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routine_declare_local_subroutine_.htm
Navigation:  Language Reference > 2 - Program Source Code Format > Program Format >====== ROUTINE (declare local subroutine) ====== Previous pageReturn to chapter overviewNext page
label ROUTINE
[ DATA
local data
CODE ]
statements

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ROUTINE Declares the beginning of a local subroutine.
label The name of the ROUTINE. This may not duplicate the label of any PROCEDURE.
DATA Begin data declaration statements.
local data Declare Local data visible only in this routine.
CODE Begin executable statements.
statements Executable program instructions.

Remarks:

ROUTINE declares the beginning of a local subroutine. It is local to the PROCEDURE in which it is written and must be at the end of the CODE section of the PROCEDURE to which it belongs. All variables visible to the PROCEDURE are available in the ROUTINE. This includes all Procedure Local, Module Local, and Global data.

Clarion#

In Clarion#, the DATA and CODE keywords are required.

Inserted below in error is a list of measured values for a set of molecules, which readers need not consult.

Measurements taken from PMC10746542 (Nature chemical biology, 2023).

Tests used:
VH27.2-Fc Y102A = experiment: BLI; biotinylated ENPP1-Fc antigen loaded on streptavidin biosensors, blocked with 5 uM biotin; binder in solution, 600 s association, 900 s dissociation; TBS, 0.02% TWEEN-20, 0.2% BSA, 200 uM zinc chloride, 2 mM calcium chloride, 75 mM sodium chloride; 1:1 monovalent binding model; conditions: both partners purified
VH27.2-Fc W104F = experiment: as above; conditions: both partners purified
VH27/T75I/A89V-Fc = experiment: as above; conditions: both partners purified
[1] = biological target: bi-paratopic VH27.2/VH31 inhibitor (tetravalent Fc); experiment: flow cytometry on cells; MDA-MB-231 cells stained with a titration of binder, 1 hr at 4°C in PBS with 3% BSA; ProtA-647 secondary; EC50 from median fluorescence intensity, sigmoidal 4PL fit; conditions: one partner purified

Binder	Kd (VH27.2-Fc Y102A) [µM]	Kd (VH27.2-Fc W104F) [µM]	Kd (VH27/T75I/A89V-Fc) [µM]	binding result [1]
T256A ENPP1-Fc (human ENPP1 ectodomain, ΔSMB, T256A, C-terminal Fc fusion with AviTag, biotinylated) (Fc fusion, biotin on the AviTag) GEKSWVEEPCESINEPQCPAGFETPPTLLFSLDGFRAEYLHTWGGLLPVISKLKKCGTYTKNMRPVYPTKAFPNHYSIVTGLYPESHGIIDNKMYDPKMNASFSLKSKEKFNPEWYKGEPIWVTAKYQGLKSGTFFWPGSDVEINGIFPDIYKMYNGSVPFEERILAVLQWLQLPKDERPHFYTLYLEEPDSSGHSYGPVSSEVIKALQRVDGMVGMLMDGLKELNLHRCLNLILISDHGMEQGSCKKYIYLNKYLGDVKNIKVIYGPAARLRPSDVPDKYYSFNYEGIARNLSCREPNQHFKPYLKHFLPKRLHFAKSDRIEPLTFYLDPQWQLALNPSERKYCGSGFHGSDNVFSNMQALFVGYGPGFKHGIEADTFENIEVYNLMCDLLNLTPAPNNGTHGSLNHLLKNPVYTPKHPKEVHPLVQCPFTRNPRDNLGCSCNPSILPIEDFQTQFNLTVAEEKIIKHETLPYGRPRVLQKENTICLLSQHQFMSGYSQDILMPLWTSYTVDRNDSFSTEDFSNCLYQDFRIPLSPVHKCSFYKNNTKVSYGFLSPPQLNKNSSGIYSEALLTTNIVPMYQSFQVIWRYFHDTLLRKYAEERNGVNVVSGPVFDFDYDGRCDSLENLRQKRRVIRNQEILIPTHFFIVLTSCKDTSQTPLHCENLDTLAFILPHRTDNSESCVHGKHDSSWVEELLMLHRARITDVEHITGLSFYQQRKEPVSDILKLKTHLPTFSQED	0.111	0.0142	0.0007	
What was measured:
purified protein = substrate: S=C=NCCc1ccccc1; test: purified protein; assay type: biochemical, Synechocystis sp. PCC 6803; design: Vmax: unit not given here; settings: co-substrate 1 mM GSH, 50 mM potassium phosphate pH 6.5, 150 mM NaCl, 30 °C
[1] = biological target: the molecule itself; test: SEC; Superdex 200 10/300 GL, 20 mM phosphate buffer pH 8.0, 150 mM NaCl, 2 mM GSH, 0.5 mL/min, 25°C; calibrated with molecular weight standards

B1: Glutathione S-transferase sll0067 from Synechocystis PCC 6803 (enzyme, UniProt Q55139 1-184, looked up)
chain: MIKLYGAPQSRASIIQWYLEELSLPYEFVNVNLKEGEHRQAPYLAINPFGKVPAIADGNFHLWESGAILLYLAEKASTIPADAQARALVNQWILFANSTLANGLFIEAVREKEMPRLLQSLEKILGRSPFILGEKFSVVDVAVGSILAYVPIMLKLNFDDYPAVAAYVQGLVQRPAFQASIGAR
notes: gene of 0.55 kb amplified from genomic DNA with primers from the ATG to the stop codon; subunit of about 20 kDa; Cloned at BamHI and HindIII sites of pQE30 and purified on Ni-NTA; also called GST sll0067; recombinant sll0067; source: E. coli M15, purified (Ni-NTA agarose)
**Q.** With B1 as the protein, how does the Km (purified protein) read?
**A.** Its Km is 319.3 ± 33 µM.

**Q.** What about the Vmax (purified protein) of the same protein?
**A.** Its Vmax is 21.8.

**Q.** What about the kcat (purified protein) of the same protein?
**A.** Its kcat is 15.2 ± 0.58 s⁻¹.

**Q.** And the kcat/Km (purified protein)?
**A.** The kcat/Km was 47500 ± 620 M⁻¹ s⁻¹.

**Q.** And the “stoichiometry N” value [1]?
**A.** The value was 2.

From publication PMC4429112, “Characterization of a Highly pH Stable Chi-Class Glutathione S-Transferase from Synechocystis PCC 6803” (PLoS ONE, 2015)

A ROUTINE may contain its own local data which is limited in scope to the ROUTINE in which it is declared. If local data declarations are included in the ROUTINE, they must be preceded by a DATA statement and followed by a CODE statement. Since the ROUTINE has its own name scope, the labels of these variables may duplicate variable names used in other ROUTINEs or even the procedure containing the ROUTINE.

A ROUTINE is called by the DO statement followed by the label of the ROUTINE. Program control following execution of a ROUTINE is returned to the statement following the calling DO statement. A ROUTINE is terminated by the end of the source module, or by another ROUTINE or PROCEDURE. The EXIT statement can also be used to terminate execution of a ROUTINE's code (similar to RETURN in a PROCEDURE).

A ROUTINE has some efficiency issues that are not obvious:

·DO and EXIT statements are very efficient.

·Accessing procedure-level local data is less efficient than accessing module-level or global data.

·Implicit variables used only within the ROUTINE are less efficient than using local variables.

·Each RETURN statement within a ROUTINE incurs a 40-byte overhead.

Example:

SomeProc PROCEDURE

CODE

!Code statements

DO Tally                !Call the routine

!More code statements

Tally ROUTINE            !Begin routine, end procedure

DATA

CountVar BYTE            !Declare local variable

CODE

CountVar += 1           ! increment counter

DO CountItAgain         !Call another routine

EXIT                    !and exit the routine

See Also:

PROCEDURE

EXIT

DO

DATA

CODE

routine_declare_local_subroutine_.htm.txt · Last modified: 2021/04/15 15:57 (external edit)